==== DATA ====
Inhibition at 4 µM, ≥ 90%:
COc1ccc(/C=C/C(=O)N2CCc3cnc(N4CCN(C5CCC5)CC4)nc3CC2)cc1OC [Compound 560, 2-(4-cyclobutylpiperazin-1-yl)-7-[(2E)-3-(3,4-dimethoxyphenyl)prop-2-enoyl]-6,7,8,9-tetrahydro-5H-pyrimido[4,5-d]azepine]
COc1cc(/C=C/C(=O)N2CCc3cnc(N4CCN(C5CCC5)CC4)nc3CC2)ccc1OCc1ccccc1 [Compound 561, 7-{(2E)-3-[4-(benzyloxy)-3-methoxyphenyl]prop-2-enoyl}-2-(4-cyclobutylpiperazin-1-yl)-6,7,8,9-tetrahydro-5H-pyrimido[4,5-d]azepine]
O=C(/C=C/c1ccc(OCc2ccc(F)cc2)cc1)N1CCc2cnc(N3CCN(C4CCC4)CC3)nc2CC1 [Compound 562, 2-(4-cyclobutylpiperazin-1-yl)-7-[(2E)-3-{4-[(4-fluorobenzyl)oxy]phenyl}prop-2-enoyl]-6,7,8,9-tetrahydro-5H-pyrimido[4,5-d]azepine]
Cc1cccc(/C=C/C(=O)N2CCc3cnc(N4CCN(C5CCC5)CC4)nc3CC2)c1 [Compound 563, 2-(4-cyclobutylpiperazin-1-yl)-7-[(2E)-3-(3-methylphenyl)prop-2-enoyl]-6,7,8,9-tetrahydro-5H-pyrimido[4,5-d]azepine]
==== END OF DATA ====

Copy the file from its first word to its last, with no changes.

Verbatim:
Inhibition at 4 µM, ≥ 90%:
COc1ccc(/C=C/C(=O)N2CCc3cnc(N4CCN(C5CCC5)CC4)nc3CC2)cc1OC [Compound 560, 2-(4-cyclobutylpiperazin-1-yl)-7-[(2E)-3-(3,4-dimethoxyphenyl)prop-2-enoyl]-6,7,8,9-tetrahydro-5H-pyrimido[4,5-d]azepine]
COc1cc(/C=C/C(=O)N2CCc3cnc(N4CCN(C5CCC5)CC4)nc3CC2)ccc1OCc1ccccc1 [Compound 561, 7-{(2E)-3-[4-(benzyloxy)-3-methoxyphenyl]prop-2-enoyl}-2-(4-cyclobutylpiperazin-1-yl)-6,7,8,9-tetrahydro-5H-pyrimido[4,5-d]azepine]
O=C(/C=C/c1ccc(OCc2ccc(F)cc2)cc1)N1CCc2cnc(N3CCN(C4CCC4)CC3)nc2CC1 [Compound 562, 2-(4-cyclobutylpiperazin-1-yl)-7-[(2E)-3-{4-[(4-fluorobenzyl)oxy]phenyl}prop-2-enoyl]-6,7,8,9-tetrahydro-5H-pyrimido[4,5-d]azepine]
Cc1cccc(/C=C/C(=O)N2CCc3cnc(N4CCN(C5CCC5)CC4)nc3CC2)c1 [Compound 563, 2-(4-cyclobutylpiperazin-1-yl)-7-[(2E)-3-(3-methylphenyl)prop-2-enoyl]-6,7,8,9-tetrahydro-5H-pyrimido[4,5-d]azepine]